In a recently constructed concert hall (14400 m3, 1250 seats), problems were encountered initially with solo piano performances. Music critics judged the piano sound as 'weak' and 'swimming in space'. As a remedy, an acoustic reflector to enhance direct sound, in combination with a curtain to reduce reverberant sound were installed. To test the acoustic effectiveness of these measures, KEMAR head recordings of short piano fragments were made at various positions in the hall, both with and without reflector and curtain. Blind two-alternative forced choice 'same-different' listening tests yielded a score, averaged over positions, music fragments and listeners, of 57% correct. Computations of changes in reverberation time and clarity ratio, based on physical measurements with an MLSSA procedure, yielded results that are barely above threshold level according to the literature. All this suggests that the apparent public satisfaction with the acoustic measures may be attributable to factors other than purely acoustical ones.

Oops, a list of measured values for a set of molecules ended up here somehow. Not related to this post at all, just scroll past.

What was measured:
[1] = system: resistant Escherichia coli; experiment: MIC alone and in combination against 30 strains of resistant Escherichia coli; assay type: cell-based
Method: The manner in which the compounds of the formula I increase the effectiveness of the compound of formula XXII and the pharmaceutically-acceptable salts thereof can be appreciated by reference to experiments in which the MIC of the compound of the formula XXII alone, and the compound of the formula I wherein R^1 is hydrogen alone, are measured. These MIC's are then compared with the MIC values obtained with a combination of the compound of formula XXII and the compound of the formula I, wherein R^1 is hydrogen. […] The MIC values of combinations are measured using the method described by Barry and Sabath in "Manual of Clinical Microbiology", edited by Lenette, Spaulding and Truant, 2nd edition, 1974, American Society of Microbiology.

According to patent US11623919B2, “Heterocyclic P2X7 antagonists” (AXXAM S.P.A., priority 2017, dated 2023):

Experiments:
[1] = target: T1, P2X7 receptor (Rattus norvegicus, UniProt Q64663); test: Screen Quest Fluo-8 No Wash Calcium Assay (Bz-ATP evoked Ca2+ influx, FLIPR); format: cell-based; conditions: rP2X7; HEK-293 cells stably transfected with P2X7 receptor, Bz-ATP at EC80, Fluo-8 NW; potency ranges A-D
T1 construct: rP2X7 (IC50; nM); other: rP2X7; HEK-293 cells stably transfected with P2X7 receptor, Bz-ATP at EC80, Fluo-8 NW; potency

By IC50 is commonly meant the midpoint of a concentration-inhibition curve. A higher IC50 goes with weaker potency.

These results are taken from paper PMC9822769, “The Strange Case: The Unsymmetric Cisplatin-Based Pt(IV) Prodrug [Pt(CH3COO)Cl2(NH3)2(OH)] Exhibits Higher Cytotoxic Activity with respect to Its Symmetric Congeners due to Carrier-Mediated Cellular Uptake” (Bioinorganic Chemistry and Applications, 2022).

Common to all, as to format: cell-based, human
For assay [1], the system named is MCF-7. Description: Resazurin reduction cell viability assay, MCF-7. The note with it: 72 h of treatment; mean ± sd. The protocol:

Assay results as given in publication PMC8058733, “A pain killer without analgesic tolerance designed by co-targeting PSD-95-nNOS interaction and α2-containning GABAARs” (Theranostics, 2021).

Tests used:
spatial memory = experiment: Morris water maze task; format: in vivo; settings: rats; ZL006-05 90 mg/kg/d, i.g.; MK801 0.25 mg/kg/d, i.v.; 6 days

|Number of pages||7|
|Publication status||Published - 1997|